Student Rallies Volunteers To Bring Arts To Local Schools
May 6, 2002-- On a recent
Saturday afternoon, Charlottesville area students were dressed in
their Sunday best as they proudly showed off artistic accomplishments
to family members gathered in Newcomb Hall Ballroom at the University
of Virginia. They sang and danced, showed off paintings and stories
all talents that had blossomed from seeds planted by one
showcase is my favorite part of the program," said Sarah Rude,
creator of Community Arts Volunteers. She created the program to
provide an outlet for her own artistic energy and to provide lessons
in the arts to youngsters who might not be able to afford them.
Rude, who has played the viola for 11 years, also sings, writes
poetry and fiction, and is learning to play the electric bass. She
joins thousands of other students graduating from U.Va. on May 19.
an organizational standpoint, we spend a lot of time planning, and
to see all the work we put in as a seed that has grown and developed
into something we can show everyone makes me very proud," she
Rude started the program, she quickly found there were many other
U.Va. students willing to share their artistic talents. "They
may be planning to go to medical school but play the piano, and
this lets them have an outlet for their artistic talents,"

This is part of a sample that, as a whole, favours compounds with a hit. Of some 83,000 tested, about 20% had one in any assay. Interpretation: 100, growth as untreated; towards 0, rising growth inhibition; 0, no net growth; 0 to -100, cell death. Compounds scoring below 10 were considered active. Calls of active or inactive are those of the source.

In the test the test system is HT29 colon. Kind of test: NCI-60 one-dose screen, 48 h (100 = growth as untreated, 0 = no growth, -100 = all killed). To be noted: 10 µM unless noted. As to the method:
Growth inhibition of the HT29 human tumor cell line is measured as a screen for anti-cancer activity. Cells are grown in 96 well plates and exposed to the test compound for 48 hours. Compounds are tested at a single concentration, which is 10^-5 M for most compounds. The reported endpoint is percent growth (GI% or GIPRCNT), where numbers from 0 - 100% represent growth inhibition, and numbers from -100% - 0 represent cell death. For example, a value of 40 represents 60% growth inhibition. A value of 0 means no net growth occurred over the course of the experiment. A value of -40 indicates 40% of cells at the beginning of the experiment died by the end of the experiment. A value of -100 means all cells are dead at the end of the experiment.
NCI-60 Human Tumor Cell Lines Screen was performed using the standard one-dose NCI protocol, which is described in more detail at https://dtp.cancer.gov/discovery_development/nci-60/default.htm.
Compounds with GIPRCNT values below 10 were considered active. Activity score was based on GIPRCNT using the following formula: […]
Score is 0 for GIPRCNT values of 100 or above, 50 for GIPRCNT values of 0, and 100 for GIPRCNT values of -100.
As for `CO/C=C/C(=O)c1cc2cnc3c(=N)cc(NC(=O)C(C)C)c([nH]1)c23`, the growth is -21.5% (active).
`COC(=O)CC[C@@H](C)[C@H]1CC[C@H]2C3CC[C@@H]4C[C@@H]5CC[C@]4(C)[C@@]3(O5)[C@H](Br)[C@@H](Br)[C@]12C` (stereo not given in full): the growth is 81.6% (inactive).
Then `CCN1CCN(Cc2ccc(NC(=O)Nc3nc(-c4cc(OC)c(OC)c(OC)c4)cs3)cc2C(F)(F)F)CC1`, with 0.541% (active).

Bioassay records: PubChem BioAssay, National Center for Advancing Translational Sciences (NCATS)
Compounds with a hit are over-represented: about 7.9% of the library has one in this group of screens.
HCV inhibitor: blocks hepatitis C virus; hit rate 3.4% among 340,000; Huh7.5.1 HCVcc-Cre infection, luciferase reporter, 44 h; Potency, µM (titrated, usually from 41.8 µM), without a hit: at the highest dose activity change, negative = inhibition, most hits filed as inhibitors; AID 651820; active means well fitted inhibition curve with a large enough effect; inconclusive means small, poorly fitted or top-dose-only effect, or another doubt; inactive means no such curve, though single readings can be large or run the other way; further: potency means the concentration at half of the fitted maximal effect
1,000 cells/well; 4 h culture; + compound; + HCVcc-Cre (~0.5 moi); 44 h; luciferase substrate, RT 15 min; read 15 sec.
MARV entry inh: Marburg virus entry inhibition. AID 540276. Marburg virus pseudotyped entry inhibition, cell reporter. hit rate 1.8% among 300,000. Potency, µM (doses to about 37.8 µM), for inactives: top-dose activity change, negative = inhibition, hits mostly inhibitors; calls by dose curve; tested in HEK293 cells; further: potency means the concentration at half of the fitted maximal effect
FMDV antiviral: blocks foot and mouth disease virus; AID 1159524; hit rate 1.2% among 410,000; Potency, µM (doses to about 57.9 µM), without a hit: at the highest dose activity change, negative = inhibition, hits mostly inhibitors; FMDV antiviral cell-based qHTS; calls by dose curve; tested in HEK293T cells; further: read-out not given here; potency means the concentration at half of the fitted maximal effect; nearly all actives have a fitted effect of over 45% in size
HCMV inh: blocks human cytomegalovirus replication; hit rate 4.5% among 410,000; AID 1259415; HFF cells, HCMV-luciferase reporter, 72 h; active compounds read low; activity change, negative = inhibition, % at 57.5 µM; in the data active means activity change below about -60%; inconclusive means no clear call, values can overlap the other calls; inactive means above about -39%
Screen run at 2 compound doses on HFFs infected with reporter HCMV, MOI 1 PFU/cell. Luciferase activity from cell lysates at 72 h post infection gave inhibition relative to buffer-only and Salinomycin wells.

she said. "To see so many students who have the same combination
of good will and artistic energy is heartening."
program, now in its third semester, has grown to include about 50
volunteers who reach more than 100 pupils in group settings at Charlottesvilles
Venable Elementary and Walker Upper Elementary schools. The U.Va.
students engage the pupils in historic crafts, landscape painting,
figure drawing, mask making and art history, and they give lessons
in poetry, piano, violin, drama, dance and song.
is an integral part of the Walker after-school program, said Luvelle
Brown, assistant principal. He praised Rude for her leadership role
and ability to get volunteers to show up week after week. He emphasized
that the U.Va. students are important role models for the youngsters.
Huml, director of Venables after-school program, said CAVS
expands the schools ability to offer a range of art classes.
"Having people with the ability to teach art, specifically,
brings an element of formal training" to the children, she
Dowd, director of a city program that oversees summer and after-school
enrichment programs in all the schools, said, "The trend is
to get away from these sorts of things in the classroom because
of the Standards of Learning requirements. This is exactly the thing
Id like to do in all the programs. Its fun, but its
said she was touched when one of the students she taught said, "Were
lucky to have each other."
who is graduating with a double major in political and social thought
and in the modern studies program in the English department, developed
her love of helping others in high school in Dale City, where she
tutored elementary students in a program she created. Knowing CAVS
will be in good hands next year, she plans to continue helping youngsters
and sharing her artistic talents in AmeriCorps and WritersCorps
in Washington, D.C., before pursuing a Ph.D. in American studies.
Jane Ford, (434) 924-4298